KARACHI: On Tuesday, the Pakistani rupee continued its eight-session losing skid versus the dollar in interbank trade.
According to the Exchange Companies Association of Pakistan, the local unit was trading at Rs232 at roughly 1:40 pm, down Rs2.18 from Monday’s close of Rs229.82 (ECAP).
According to Zafar Paracha, general secretary of the Exchange Companies Association of Pakistan (ECAP), it is crucial that all parties get together to discuss and find solutions to Pakistan’s problems.
According to the ECAP official, it was anticipated that the rupee would strengthen against the dollar after the International Monetary Fund (IMF) loan came in. This indeed occurred, as the local pound appreciated by Rs2 after the SBP got the money.
He pointed out that despite receiving funds from the international lender, the government did not receive funding from multilateral and bilateral organisations, so the decline has continued ever since with very tiny gains.
According to Paracha, the World Bank, the Asian Development Bank, and friendly nations like Saudi Arabia, the United Arab Emirates, and Qatar are still hesitant to lend money to and make investments in Pakistan.
The IMF’s Executive Board was about to authorise giving Pakistan the money when the PTI-led governments in Punjab and KP decided they would not comply with the IMF’s standards. Paracha cited political instability as the primary cause of this.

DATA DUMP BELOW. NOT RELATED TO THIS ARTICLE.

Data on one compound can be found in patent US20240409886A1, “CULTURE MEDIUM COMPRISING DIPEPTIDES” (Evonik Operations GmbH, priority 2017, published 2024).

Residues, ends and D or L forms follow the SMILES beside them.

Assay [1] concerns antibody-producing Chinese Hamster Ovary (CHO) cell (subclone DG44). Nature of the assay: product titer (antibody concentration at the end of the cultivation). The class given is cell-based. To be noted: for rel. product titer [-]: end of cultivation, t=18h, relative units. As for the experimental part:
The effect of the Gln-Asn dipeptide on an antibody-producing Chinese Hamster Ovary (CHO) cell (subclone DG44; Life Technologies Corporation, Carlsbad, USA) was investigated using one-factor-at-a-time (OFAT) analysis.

PTI controls a sizable portion of the nation and has its relevance, but at this time, we need political stability and the government lacks a clear direction, he complained.
Despite being in power, all the parties, according to Paracha, are acting as if they were in opposition. “Everyone is playing the blame game; nobody is doing anything to help the people or eager to rebuild the economy.”
But in addition to criticising government officials, Paracha also gave the State Bank of Pakistan (SBP) plaudits, noting that the organisation has over time played a useful role through a variety of measures.
The effect of the floods, according to Paracha, has been pegged at $30 billion by government officials, but he fears that it could actually be closer to $50 billion.
The losses are significant, but we don’t have enough donations to make up the difference, he claimed.
33 million people have been devastated by floods brought on by unprecedented monsoon rains and glacier melt in the hilly north, which have killed around 1,400 people. Homes, roads, railways, cattle, and crops have also been destroyed.